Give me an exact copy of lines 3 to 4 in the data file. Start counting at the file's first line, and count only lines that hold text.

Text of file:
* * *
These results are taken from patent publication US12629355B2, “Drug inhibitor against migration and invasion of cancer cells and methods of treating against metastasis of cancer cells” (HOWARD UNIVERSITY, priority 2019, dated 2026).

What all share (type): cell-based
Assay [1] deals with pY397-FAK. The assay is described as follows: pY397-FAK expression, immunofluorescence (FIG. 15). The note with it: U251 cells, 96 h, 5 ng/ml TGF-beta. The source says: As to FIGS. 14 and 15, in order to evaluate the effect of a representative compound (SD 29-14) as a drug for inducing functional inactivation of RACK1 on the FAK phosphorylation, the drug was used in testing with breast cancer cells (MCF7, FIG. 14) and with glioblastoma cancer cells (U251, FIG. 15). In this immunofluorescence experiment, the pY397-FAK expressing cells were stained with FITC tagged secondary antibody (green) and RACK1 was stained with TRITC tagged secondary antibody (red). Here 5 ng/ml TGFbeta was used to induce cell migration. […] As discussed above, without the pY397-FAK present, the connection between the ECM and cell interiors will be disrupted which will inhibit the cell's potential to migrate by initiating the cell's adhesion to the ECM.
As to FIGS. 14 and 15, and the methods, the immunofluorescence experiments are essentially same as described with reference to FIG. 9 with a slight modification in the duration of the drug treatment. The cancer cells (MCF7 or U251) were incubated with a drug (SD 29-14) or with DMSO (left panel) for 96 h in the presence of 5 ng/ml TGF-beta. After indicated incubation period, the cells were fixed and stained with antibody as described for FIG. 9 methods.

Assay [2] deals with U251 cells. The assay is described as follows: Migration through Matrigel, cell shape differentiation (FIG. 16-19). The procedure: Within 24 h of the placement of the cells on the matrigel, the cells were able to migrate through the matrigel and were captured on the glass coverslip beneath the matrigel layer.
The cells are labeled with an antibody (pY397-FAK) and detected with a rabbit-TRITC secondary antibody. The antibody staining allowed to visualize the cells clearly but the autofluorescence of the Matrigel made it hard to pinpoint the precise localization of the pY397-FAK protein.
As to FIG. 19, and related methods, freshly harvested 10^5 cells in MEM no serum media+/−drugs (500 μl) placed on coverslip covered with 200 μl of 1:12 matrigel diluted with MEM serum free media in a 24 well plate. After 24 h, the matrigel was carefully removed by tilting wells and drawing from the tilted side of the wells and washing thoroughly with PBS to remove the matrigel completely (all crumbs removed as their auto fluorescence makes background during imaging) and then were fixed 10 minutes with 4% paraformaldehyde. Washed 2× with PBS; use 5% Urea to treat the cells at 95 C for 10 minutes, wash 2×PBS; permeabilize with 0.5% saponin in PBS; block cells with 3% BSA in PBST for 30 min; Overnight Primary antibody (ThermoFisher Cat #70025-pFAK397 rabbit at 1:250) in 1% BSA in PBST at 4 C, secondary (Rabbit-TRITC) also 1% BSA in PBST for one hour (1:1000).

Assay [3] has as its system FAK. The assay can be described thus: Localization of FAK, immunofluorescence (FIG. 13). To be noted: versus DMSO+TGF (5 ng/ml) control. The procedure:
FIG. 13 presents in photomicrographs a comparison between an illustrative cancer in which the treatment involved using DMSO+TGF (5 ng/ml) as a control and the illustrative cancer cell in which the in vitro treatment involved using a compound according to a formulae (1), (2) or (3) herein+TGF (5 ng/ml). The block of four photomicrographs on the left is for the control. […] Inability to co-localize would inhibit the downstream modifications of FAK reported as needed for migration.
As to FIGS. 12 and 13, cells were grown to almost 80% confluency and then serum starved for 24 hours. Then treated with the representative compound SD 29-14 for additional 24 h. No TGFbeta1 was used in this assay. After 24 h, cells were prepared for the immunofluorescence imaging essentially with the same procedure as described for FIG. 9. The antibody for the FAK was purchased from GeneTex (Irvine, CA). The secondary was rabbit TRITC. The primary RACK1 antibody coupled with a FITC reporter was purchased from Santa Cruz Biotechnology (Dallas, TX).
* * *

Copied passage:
Assay [1] deals with pY397-FAK. The assay is described as follows: pY397-FAK expression, immunofluorescence (FIG. 15). The note with it: U251 cells, 96 h, 5 ng/ml TGF-beta. The source says: As to FIGS. 14 and 15, in order to evaluate the effect of a representative compound (SD 29-14) as a drug for inducing functional inactivation of RACK1 on the FAK phosphorylation, the drug was used in testing with breast cancer cells (MCF7, FIG. 14) and with glioblastoma cancer cells (U251, FIG. 15). In this immunofluorescence experiment, the pY397-FAK expressing cells were stained with FITC tagged secondary antibody (green) and RACK1 was stained with TRITC tagged secondary antibody (red). Here 5 ng/ml TGFbeta was used to induce cell migration. […] As discussed above, without the pY397-FAK present, the connection between the ECM and cell interiors will be disrupted which will inhibit the cell's potential to migrate by initiating the cell's adhesion to the ECM.
As to FIGS. 14 and 15, and the methods, the immunofluorescence experiments are essentially same as described with reference to FIG. 9 with a slight modification in the duration of the drug treatment. The cancer cells (MCF7 or U251) were incubated with a drug (SD 29-14) or with DMSO (left panel) for 96 h in the presence of 5 ng/ml TGF-beta. After indicated incubation period, the cells were fixed and stained with antibody as described for FIG. 9 methods.